Greater Vancouver’s real estate board calls on Ottawa to ‘tweak’ mortgage stress test

A file photo of a house for sale. AP Photo/David Zalubowski

The Real Estate Board of Greater Vancouver is calling on Ottawa to revisit the mortgage stress test.

The board’s president Phil Moore questions whether the mortgage stress test introduced last year is still needed.

“It disqualifies people who can afford the payments, yet can’t buy a home that their family needs because of the harshness of the stress test requirements,” Moore said.

He added the board believes in responsible lending but there is a balance and the test has caused more harm than good in Vancouver’s hot housing market.

” It’s actually forcing more buyers in the lower price range, making that price range more competitive.”

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WATCH: Coverage of the mortgage stress test on

He adds it’s now a common occurrence to see deals fall through as a result of the test and there are many who can actually afford payments despite the requirements.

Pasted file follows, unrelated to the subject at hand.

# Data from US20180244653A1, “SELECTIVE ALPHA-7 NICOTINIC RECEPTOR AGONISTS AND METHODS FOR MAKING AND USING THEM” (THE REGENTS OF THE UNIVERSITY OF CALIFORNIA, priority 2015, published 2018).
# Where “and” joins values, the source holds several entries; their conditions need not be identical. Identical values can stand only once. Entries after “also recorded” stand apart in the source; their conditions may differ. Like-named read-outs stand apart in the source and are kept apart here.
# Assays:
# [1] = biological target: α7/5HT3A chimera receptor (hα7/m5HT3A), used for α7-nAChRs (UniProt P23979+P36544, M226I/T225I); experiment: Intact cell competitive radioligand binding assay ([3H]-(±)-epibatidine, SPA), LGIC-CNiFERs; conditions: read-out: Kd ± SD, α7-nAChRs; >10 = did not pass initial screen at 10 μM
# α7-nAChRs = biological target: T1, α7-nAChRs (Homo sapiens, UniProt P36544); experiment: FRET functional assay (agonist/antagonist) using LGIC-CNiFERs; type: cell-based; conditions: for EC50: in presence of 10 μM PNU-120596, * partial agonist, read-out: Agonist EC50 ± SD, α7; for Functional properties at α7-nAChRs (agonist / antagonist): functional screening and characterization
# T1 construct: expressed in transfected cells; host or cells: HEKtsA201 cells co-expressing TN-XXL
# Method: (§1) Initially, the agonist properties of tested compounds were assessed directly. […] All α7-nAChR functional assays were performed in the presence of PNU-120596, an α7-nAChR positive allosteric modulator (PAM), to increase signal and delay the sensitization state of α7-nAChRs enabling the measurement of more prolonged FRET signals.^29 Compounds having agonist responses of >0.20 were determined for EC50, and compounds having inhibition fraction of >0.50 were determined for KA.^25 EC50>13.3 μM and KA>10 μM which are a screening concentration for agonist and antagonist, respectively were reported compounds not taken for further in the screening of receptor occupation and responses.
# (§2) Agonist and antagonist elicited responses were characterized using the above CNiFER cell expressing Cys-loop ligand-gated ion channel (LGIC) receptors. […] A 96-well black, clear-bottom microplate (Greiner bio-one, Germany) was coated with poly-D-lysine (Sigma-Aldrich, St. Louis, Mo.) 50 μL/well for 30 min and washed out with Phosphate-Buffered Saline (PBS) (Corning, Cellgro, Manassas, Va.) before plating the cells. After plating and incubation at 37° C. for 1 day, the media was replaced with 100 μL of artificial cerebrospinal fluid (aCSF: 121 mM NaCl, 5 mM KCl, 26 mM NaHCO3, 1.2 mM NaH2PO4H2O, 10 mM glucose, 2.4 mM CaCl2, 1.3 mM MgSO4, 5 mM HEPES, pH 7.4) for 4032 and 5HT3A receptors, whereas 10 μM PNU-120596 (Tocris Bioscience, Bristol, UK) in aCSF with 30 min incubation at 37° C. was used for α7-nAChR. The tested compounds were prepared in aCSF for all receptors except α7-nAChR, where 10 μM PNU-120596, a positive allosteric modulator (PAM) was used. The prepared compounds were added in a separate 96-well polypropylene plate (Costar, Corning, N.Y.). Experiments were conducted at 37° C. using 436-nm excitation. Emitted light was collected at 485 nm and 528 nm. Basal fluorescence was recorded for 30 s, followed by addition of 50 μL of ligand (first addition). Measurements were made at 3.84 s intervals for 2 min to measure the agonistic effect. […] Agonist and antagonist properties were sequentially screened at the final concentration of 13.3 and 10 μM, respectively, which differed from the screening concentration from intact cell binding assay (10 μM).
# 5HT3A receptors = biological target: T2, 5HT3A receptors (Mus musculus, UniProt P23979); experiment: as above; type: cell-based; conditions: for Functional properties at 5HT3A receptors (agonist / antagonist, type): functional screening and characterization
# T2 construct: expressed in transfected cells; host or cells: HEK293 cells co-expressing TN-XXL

“We know that rising interest rates are already affecting people’s ability to qualify but the stress test is compounding this issue,” said Moore.

On Monday, the board reported home sales in January fell almost 40 per cent in the region compared to the same month a year ago.

Toronto’s Real Estate Board is also asking Ottawa to take a second look.

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The test is mandated through the Office of the Superintendent of Financial Institutions (OSFI).

A statement from OSFI said the stress test ensures a borrower does not stretch their borrowing capacity to its maximum.

Borrowers face different risks that could impair their ability to pay their mortgage: changes to income, changes to expenses, changes to health. It is prudent to have a buffer for these changes as well,” reads part of the statement.

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